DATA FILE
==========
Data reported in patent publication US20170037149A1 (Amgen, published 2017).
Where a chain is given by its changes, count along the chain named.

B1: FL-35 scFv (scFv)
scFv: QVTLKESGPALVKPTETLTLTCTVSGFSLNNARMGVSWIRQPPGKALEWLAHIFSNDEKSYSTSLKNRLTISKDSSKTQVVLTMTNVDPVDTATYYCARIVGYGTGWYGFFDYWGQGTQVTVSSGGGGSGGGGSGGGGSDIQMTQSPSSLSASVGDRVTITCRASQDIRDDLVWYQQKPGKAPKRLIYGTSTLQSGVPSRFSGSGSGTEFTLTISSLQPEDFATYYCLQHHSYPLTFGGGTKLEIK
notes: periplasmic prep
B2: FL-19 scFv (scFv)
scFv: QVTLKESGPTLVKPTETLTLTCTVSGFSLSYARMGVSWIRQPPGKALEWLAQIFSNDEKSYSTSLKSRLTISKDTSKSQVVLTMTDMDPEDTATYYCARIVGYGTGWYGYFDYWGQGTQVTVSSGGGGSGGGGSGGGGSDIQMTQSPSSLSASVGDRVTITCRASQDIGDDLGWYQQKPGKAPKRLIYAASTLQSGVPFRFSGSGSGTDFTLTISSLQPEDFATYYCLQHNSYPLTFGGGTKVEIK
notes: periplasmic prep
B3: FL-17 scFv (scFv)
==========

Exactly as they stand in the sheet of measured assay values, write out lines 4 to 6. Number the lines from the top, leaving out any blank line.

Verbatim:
scFv: QVTLKESGPALVKPTETLTLTCTVSGFSLNNARMGVSWIRQPPGKALEWLAHIFSNDEKSYSTSLKNRLTISKDSSKTQVVLTMTNVDPVDTATYYCARIVGYGTGWYGFFDYWGQGTQVTVSSGGGGSGGGGSGGGGSDIQMTQSPSSLSASVGDRVTITCRASQDIRDDLVWYQQKPGKAPKRLIYGTSTLQSGVPSRFSGSGSGTEFTLTISSLQPEDFATYYCLQHHSYPLTFGGGTKLEIK
notes: periplasmic prep
B2: FL-19 scFv (scFv)